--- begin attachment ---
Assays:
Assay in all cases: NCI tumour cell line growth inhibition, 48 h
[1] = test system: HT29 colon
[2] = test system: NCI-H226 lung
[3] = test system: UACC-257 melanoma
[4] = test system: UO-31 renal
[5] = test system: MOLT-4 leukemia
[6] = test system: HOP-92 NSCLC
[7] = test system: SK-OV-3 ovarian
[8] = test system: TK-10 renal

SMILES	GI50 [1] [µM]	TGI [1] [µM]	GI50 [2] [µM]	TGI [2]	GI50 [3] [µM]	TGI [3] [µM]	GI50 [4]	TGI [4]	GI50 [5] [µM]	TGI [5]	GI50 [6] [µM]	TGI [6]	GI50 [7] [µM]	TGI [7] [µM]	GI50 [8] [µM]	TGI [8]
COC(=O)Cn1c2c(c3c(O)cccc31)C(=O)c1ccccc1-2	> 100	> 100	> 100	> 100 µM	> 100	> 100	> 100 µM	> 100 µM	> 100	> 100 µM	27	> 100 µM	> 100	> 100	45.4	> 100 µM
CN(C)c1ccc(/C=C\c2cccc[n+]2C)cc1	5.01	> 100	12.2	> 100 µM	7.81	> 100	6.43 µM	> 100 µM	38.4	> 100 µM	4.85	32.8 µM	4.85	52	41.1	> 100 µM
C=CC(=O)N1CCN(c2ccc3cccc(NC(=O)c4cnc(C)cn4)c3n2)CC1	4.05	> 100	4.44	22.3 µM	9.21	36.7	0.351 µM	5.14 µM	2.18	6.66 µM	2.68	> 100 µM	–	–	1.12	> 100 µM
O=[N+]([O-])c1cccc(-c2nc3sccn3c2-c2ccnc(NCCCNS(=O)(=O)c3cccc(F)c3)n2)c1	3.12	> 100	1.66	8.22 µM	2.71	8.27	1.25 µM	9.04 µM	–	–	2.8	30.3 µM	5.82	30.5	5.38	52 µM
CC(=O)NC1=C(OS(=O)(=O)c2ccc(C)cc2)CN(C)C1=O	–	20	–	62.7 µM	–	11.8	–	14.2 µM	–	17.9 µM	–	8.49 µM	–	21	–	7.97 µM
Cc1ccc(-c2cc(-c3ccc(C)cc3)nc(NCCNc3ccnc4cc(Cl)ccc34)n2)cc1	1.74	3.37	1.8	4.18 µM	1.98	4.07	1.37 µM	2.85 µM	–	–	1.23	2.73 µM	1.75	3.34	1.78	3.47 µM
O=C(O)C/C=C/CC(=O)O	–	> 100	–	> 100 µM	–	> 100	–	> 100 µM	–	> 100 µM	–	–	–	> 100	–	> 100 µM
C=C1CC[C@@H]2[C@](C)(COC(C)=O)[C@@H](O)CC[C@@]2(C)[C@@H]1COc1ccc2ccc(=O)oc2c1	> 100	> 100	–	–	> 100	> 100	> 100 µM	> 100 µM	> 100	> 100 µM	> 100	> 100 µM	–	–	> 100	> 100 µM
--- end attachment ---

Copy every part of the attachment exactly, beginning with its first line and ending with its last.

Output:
Assays:
Assay in all cases: NCI tumour cell line growth inhibition, 48 h
[1] = test system: HT29 colon
[2] = test system: NCI-H226 lung
[3] = test system: UACC-257 melanoma
[4] = test system: UO-31 renal
[5] = test system: MOLT-4 leukemia
[6] = test system: HOP-92 NSCLC
[7] = test system: SK-OV-3 ovarian
[8] = test system: TK-10 renal

SMILES	GI50 [1] [µM]	TGI [1] [µM]	GI50 [2] [µM]	TGI [2]	GI50 [3] [µM]	TGI [3] [µM]	GI50 [4]	TGI [4]	GI50 [5] [µM]	TGI [5]	GI50 [6] [µM]	TGI [6]	GI50 [7] [µM]	TGI [7] [µM]	GI50 [8] [µM]	TGI [8]
COC(=O)Cn1c2c(c3c(O)cccc31)C(=O)c1ccccc1-2	> 100	> 100	> 100	> 100 µM	> 100	> 100	> 100 µM	> 100 µM	> 100	> 100 µM	27	> 100 µM	> 100	> 100	45.4	> 100 µM
CN(C)c1ccc(/C=C\c2cccc[n+]2C)cc1	5.01	> 100	12.2	> 100 µM	7.81	> 100	6.43 µM	> 100 µM	38.4	> 100 µM	4.85	32.8 µM	4.85	52	41.1	> 100 µM
C=CC(=O)N1CCN(c2ccc3cccc(NC(=O)c4cnc(C)cn4)c3n2)CC1	4.05	> 100	4.44	22.3 µM	9.21	36.7	0.351 µM	5.14 µM	2.18	6.66 µM	2.68	> 100 µM	–	–	1.12	> 100 µM
O=[N+]([O-])c1cccc(-c2nc3sccn3c2-c2ccnc(NCCCNS(=O)(=O)c3cccc(F)c3)n2)c1	3.12	> 100	1.66	8.22 µM	2.71	8.27	1.25 µM	9.04 µM	–	–	2.8	30.3 µM	5.82	30.5	5.38	52 µM
CC(=O)NC1=C(OS(=O)(=O)c2ccc(C)cc2)CN(C)C1=O	–	20	–	62.7 µM	–	11.8	–	14.2 µM	–	17.9 µM	–	8.49 µM	–	21	–	7.97 µM
Cc1ccc(-c2cc(-c3ccc(C)cc3)nc(NCCNc3ccnc4cc(Cl)ccc34)n2)cc1	1.74	3.37	1.8	4.18 µM	1.98	4.07	1.37 µM	2.85 µM	–	–	1.23	2.73 µM	1.75	3.34	1.78	3.47 µM
O=C(O)C/C=C/CC(=O)O	–	> 100	–	> 100 µM	–	> 100	–	> 100 µM	–	> 100 µM	–	–	–	> 100	–	> 100 µM
C=C1CC[C@@H]2[C@](C)(COC(C)=O)[C@@H](O)CC[C@@]2(C)[C@@H]1COc1ccc2ccc(=O)oc2c1	> 100	> 100	–	–	> 100	> 100	> 100 µM	> 100 µM	> 100	> 100 µM	> 100	> 100 µM	–	–	> 100	> 100 µM